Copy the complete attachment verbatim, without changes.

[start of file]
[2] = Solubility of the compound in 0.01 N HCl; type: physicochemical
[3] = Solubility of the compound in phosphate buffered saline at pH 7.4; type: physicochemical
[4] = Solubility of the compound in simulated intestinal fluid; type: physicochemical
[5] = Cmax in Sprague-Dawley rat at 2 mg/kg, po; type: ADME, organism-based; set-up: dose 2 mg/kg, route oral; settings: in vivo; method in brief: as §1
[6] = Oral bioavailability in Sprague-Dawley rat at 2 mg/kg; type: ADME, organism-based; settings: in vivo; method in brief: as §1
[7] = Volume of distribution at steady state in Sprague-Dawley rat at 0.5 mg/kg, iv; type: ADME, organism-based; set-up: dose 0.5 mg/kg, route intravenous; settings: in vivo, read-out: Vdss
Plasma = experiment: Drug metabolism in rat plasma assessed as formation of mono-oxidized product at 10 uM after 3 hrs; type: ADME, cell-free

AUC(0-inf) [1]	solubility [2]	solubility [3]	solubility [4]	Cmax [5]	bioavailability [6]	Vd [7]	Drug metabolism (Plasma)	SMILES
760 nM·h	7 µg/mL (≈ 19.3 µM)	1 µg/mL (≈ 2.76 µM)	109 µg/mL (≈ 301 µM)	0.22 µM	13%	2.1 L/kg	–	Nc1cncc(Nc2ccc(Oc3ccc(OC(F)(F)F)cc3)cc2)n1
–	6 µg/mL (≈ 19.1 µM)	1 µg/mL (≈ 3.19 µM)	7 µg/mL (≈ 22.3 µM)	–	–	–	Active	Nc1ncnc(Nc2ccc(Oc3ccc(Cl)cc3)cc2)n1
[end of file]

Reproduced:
[2] = Solubility of the compound in 0.01 N HCl; type: physicochemical
[3] = Solubility of the compound in phosphate buffered saline at pH 7.4; type: physicochemical
[4] = Solubility of the compound in simulated intestinal fluid; type: physicochemical
[5] = Cmax in Sprague-Dawley rat at 2 mg/kg, po; type: ADME, organism-based; set-up: dose 2 mg/kg, route oral; settings: in vivo; method in brief: as §1
[6] = Oral bioavailability in Sprague-Dawley rat at 2 mg/kg; type: ADME, organism-based; settings: in vivo; method in brief: as §1
[7] = Volume of distribution at steady state in Sprague-Dawley rat at 0.5 mg/kg, iv; type: ADME, organism-based; set-up: dose 0.5 mg/kg, route intravenous; settings: in vivo, read-out: Vdss
Plasma = experiment: Drug metabolism in rat plasma assessed as formation of mono-oxidized product at 10 uM after 3 hrs; type: ADME, cell-free

AUC(0-inf) [1]	solubility [2]	solubility [3]	solubility [4]	Cmax [5]	bioavailability [6]	Vd [7]	Drug metabolism (Plasma)	SMILES
760 nM·h	7 µg/mL (≈ 19.3 µM)	1 µg/mL (≈ 2.76 µM)	109 µg/mL (≈ 301 µM)	0.22 µM	13%	2.1 L/kg	–	Nc1cncc(Nc2ccc(Oc3ccc(OC(F)(F)F)cc3)cc2)n1
–	6 µg/mL (≈ 19.1 µM)	1 µg/mL (≈ 3.19 µM)	7 µg/mL (≈ 22.3 µM)	–	–	–	Active	Nc1ncnc(Nc2ccc(Oc3ccc(Cl)cc3)cc2)n1